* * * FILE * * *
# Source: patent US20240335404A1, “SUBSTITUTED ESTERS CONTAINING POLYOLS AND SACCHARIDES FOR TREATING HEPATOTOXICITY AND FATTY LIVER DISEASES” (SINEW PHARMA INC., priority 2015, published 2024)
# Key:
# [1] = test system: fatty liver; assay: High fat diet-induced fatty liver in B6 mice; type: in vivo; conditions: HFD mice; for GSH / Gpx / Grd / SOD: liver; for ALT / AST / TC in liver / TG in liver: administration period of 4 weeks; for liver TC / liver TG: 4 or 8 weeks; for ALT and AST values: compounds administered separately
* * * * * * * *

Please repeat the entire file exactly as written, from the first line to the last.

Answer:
# Source: patent US20240335404A1, “SUBSTITUTED ESTERS CONTAINING POLYOLS AND SACCHARIDES FOR TREATING HEPATOTOXICITY AND FATTY LIVER DISEASES” (SINEW PHARMA INC., priority 2015, published 2024)
# Key:
# [1] = test system: fatty liver; assay: High fat diet-induced fatty liver in B6 mice; type: in vivo; conditions: HFD mice; for GSH / Gpx / Grd / SOD: liver; for ALT / AST / TC in liver / TG in liver: administration period of 4 weeks; for liver TC / liver TG: 4 or 8 weeks; for ALT and AST values: compounds administered separately